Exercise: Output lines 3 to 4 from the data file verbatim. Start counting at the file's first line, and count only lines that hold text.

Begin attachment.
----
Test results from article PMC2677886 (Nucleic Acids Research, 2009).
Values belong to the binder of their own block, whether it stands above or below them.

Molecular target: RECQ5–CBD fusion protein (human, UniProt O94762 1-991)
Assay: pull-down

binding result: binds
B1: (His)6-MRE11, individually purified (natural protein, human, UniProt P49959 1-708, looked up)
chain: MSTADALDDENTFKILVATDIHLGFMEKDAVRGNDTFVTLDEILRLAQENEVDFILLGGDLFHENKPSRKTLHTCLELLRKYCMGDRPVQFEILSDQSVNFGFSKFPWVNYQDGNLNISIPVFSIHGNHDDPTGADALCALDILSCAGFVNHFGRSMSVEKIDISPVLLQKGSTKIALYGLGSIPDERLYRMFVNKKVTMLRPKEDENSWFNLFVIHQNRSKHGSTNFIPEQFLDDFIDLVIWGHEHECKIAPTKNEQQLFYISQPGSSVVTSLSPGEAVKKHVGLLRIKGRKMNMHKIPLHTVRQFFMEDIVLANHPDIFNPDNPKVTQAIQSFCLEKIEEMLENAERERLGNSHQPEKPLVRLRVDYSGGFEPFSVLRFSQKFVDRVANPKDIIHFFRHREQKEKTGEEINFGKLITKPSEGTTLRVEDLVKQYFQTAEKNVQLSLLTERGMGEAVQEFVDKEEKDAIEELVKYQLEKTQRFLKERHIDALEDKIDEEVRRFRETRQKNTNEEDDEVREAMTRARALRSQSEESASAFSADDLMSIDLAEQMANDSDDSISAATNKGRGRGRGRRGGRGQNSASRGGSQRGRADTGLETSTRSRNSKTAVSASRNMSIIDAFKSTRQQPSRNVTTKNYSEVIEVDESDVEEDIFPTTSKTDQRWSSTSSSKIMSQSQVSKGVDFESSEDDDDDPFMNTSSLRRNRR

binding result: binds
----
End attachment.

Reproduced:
Molecular target: RECQ5–CBD fusion protein (human, UniProt O94762 1-991)
Assay: pull-down